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Employment and Health among Recently Incarcerated Men before and after the Affordable Care Act (2009-2017)

Citation

Gutierrez, Carmen M. & Pettit, Becky (2020). Employment and Health among Recently Incarcerated Men before and after the Affordable Care Act (2009-2017). American Journal of Public Health, 110(Suppl. 1), S123-129. PMCID: PMC6987941

Abstract

Objectives: To explore whether and how the Affordable Care Act (ACA) affects the relationship between employment and health insurance coverage, health care utilization, and health outcomes among recently incarcerated men aged 18 to 64 years in the United States.
Methods: With data from the National Survey on Drug Use and Health (NSDUH), we used a difference-in-differences approach to compare changes in outcomes by employment status among recently incarcerated men.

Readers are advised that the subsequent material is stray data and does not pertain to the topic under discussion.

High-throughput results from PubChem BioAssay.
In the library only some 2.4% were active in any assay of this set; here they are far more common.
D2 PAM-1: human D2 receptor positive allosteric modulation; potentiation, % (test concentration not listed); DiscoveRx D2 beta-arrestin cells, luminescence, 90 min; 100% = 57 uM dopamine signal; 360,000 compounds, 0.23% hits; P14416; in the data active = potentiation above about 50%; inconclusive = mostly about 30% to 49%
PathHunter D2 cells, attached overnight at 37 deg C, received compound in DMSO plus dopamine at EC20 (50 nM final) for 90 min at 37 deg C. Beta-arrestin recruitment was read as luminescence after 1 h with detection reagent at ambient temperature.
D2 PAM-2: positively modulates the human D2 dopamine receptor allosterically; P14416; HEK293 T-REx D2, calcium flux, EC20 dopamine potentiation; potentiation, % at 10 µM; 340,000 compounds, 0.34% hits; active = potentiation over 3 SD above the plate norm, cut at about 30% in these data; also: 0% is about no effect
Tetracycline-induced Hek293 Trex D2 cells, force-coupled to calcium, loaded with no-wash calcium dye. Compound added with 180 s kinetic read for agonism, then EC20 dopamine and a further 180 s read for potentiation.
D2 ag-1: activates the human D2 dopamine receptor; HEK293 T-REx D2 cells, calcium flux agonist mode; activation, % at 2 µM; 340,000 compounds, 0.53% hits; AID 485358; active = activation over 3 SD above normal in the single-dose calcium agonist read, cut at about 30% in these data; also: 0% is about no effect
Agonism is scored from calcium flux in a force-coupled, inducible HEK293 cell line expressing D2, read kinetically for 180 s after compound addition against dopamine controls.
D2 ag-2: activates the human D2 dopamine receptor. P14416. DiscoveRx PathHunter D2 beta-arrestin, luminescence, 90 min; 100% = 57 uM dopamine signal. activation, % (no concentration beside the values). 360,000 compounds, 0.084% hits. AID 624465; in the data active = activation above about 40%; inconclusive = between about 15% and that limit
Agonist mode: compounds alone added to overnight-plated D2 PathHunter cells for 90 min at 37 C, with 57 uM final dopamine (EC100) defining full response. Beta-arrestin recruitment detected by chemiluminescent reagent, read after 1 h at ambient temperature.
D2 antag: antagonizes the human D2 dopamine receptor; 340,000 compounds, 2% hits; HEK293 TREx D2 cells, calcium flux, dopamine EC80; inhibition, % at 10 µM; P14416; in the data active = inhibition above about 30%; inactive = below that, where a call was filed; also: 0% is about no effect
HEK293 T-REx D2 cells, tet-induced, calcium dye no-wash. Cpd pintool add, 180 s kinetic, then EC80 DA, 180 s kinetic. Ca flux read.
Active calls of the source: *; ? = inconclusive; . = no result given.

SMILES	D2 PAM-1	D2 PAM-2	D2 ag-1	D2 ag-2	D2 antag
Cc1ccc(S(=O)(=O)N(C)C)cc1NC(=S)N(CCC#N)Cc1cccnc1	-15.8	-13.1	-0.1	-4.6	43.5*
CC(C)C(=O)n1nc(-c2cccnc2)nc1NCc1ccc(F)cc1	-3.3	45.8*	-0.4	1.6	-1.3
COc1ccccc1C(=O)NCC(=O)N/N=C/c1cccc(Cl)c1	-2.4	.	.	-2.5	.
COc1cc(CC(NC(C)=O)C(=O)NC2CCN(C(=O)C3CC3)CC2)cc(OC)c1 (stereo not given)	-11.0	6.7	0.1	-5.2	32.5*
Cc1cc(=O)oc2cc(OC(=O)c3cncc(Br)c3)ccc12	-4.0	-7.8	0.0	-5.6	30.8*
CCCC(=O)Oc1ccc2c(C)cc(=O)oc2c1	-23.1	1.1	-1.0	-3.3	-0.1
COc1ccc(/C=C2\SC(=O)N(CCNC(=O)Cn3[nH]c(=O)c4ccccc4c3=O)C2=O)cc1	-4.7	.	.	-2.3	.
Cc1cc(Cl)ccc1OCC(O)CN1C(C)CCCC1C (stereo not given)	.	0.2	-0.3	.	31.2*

Results: Uninsurance declined significantly among recently incarcerated men after ACA implementation. As the uninsured rate of unemployed men fell below that of their employed counterparts, the ACA helped to fully eliminate the effect of employment on insurance coverage among recently incarcerated men. The employment gap in diabetes widened after ACA implementation as unemployed men saw significant increases in diagnosed diabetes. Employment disparities in hospital visits, diagnosed hypertension, and reported mental illness also declined in the period following ACA implementation, but these changes were not statistically significant.
Conclusions: These findings highlight how the ACA, by providing a new route to health care, reduces the confounding forces associated with employment that are linked to both incarceration and health.

URL

http://dx.doi.org/10.2105/AJPH.2019.305419

Reference Type

Journal Article

Year Published

2020

Journal Title

American Journal of Public Health

Author(s)

Gutierrez, Carmen M.
Pettit, Becky

Article Type

Regular

PMCID

PMC6987941

Data Set/Study

National Survey on Drug Use and Health (NSDUH)

Continent/Country

United States of America

State

Nonspecific

Sex/Gender

Cismen